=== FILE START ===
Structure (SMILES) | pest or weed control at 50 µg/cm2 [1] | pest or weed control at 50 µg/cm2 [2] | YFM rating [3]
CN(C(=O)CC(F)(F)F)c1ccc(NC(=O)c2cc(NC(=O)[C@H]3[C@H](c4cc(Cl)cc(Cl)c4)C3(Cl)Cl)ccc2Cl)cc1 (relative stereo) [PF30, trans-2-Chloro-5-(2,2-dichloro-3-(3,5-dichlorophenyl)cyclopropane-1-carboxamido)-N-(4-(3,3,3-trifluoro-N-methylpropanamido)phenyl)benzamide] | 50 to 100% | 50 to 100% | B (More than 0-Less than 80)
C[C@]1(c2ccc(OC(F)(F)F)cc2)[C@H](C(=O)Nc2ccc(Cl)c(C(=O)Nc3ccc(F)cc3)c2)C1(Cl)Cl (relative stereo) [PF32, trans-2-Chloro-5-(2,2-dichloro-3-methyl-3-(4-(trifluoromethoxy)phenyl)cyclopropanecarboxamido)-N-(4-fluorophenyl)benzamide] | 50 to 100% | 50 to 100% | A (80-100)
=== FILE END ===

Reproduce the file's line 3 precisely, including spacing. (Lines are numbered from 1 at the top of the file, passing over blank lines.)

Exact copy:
C[C@]1(c2ccc(OC(F)(F)F)cc2)[C@H](C(=O)Nc2ccc(Cl)c(C(=O)Nc3ccc(F)cc3)c2)C1(Cl)Cl (relative stereo) [PF32, trans-2-Chloro-5-(2,2-dichloro-3-methyl-3-(4-(trifluoromethoxy)phenyl)cyclopropanecarboxamido)-N-(4-fluorophenyl)benzamide] | 50 to 100% | 50 to 100% | A (80-100)